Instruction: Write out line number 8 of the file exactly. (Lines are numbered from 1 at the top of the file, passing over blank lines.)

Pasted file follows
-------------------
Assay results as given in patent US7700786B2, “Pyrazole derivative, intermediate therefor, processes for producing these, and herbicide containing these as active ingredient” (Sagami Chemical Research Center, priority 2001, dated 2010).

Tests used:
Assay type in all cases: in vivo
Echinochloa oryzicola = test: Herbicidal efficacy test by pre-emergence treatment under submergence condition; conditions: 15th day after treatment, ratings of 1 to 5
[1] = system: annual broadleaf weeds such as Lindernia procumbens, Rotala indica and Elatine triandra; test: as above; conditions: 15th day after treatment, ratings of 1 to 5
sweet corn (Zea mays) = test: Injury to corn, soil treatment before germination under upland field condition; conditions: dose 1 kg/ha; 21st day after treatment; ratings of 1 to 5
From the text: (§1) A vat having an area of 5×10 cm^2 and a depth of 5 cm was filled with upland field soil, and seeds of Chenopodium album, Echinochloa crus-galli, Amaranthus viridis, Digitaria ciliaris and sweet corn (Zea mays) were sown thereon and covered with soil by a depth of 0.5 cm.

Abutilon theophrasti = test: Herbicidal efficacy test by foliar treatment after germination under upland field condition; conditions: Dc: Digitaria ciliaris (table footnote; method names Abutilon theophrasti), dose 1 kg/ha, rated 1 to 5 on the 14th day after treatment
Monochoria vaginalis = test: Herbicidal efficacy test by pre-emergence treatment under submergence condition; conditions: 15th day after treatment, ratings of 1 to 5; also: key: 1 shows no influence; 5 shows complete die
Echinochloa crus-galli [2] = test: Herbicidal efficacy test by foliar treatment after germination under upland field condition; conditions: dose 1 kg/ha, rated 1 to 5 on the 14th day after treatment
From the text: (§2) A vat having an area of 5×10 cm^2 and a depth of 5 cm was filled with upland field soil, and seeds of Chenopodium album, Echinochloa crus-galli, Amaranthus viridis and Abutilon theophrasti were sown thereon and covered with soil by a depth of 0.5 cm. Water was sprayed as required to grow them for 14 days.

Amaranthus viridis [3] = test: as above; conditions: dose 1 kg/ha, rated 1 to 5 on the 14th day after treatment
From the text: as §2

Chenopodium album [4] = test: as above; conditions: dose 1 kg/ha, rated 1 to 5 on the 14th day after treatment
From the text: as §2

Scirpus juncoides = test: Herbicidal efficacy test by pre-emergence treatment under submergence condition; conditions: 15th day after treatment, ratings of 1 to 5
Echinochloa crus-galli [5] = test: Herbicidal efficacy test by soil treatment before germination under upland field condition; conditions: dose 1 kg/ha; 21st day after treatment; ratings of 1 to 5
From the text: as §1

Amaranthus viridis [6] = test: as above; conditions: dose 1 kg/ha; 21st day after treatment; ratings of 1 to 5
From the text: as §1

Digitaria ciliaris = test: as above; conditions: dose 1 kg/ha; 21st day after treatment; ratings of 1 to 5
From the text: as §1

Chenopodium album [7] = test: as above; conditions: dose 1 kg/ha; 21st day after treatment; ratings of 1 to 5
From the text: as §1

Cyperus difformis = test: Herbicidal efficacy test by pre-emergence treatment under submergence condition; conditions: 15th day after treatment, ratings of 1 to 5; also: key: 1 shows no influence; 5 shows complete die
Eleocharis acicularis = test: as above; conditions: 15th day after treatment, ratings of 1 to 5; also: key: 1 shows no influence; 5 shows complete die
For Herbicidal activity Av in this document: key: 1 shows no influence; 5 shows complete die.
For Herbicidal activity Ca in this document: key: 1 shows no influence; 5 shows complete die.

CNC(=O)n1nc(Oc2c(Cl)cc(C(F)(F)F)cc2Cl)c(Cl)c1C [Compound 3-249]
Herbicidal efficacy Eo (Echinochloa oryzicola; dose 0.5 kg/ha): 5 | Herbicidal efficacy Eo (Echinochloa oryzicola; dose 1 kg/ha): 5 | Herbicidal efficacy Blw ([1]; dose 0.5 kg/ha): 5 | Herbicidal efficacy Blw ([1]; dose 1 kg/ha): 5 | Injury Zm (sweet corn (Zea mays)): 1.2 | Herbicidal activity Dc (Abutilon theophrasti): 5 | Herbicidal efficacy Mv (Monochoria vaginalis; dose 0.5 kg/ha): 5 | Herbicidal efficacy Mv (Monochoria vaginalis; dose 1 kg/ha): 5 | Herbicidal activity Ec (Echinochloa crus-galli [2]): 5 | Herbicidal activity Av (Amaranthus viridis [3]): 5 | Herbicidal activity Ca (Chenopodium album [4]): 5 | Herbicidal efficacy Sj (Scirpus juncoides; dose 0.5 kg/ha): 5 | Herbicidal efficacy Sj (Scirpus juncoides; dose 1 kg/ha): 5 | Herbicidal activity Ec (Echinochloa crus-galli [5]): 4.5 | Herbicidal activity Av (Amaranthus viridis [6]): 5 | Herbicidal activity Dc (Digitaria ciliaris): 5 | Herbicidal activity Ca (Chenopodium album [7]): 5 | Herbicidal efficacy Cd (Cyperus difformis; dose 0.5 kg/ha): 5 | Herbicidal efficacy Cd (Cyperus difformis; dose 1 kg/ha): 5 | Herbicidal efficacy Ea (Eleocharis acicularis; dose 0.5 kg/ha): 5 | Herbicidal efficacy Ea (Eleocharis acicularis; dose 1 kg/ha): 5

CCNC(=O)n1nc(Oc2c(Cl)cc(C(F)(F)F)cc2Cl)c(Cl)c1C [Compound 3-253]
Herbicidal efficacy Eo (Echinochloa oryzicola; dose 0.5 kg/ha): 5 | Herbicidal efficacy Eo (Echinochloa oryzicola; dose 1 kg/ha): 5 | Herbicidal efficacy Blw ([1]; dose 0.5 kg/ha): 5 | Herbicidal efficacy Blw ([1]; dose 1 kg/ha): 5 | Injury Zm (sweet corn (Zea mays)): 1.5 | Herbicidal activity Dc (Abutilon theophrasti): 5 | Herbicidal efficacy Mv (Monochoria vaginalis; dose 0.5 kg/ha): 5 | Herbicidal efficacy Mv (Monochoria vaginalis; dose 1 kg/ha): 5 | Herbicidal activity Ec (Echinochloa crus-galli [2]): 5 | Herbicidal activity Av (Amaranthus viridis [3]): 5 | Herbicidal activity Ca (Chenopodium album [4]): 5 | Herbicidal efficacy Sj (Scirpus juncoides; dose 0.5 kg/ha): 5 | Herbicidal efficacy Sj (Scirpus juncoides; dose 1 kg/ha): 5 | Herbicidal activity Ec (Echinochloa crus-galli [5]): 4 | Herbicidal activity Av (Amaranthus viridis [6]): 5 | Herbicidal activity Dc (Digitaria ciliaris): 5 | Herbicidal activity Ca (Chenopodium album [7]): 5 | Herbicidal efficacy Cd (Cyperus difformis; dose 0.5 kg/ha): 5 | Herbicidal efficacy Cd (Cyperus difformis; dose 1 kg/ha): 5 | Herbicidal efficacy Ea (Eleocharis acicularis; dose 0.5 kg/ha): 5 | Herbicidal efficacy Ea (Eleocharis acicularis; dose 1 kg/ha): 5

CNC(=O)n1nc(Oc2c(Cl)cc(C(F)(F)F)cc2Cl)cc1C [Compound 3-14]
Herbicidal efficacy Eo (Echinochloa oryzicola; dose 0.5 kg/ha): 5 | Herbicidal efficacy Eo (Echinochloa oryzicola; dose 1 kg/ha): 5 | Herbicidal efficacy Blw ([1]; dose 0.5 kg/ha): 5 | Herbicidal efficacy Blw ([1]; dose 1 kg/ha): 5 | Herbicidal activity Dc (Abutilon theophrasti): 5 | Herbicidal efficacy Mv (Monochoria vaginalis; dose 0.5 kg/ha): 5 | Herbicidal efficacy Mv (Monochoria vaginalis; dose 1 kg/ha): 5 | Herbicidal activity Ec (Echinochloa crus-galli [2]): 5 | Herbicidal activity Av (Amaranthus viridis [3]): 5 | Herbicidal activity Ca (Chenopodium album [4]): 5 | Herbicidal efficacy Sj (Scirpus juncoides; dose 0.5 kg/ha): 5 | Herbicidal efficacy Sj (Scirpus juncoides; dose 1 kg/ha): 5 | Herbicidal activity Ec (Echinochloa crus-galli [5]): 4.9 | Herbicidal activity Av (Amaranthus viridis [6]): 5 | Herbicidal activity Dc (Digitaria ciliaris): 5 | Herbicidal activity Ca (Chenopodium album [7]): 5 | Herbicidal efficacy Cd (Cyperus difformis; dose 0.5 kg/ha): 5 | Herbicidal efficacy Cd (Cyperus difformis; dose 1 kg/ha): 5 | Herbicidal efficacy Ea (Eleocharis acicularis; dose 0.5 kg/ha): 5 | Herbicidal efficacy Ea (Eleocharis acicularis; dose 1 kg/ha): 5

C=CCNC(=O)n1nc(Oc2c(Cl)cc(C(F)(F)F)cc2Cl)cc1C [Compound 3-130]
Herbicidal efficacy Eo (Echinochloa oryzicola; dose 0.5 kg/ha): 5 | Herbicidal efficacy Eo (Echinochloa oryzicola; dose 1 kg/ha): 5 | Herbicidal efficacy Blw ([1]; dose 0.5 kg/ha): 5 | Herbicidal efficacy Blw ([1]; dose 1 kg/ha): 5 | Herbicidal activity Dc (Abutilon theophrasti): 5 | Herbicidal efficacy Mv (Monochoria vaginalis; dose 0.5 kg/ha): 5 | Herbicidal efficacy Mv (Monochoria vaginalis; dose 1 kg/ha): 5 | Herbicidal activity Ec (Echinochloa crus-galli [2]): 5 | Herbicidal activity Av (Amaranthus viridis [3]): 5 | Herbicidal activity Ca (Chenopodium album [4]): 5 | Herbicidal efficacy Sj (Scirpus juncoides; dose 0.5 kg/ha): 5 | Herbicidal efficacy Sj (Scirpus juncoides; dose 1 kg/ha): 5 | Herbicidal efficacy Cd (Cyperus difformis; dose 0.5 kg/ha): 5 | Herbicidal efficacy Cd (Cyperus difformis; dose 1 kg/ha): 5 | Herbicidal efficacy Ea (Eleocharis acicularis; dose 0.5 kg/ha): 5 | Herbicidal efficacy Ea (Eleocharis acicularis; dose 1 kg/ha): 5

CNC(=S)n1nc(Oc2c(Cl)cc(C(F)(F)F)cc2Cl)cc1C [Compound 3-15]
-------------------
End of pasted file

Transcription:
Abutilon theophrasti = test: Herbicidal efficacy test by foliar treatment after germination under upland field condition; conditions: Dc: Digitaria ciliaris (table footnote; method names Abutilon theophrasti), dose 1 kg/ha, rated 1 to 5 on the 14th day after treatment